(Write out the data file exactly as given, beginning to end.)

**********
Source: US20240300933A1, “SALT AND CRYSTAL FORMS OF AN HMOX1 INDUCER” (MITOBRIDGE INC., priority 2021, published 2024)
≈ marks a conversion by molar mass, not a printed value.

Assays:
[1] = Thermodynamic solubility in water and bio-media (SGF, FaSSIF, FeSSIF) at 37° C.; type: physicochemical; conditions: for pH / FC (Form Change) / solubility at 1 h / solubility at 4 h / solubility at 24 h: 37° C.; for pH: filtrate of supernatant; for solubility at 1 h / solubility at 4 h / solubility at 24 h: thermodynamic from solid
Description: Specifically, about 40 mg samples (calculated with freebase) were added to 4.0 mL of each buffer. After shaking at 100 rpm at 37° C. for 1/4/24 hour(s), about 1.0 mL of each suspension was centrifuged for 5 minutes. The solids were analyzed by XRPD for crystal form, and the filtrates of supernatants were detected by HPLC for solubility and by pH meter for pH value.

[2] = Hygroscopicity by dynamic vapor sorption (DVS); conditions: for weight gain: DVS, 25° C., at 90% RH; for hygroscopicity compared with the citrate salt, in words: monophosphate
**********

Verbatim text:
Source: US20240300933A1, “SALT AND CRYSTAL FORMS OF AN HMOX1 INDUCER” (MITOBRIDGE INC., priority 2021, published 2024)
≈ marks a conversion by molar mass, not a printed value.

Assays:
[1] = Thermodynamic solubility in water and bio-media (SGF, FaSSIF, FeSSIF) at 37° C.; type: physicochemical; conditions: for pH / FC (Form Change) / solubility at 1 h / solubility at 4 h / solubility at 24 h: 37° C.; for pH: filtrate of supernatant; for solubility at 1 h / solubility at 4 h / solubility at 24 h: thermodynamic from solid
Description: Specifically, about 40 mg samples (calculated with freebase) were added to 4.0 mL of each buffer. After shaking at 100 rpm at 37° C. for 1/4/24 hour(s), about 1.0 mL of each suspension was centrifuged for 5 minutes. The solids were analyzed by XRPD for crystal form, and the filtrates of supernatants were detected by HPLC for solubility and by pH meter for pH value.

[2] = Hygroscopicity by dynamic vapor sorption (DVS); conditions: for weight gain: DVS, 25° C., at 90% RH; for hygroscopicity compared with the citrate salt, in words: monophosphate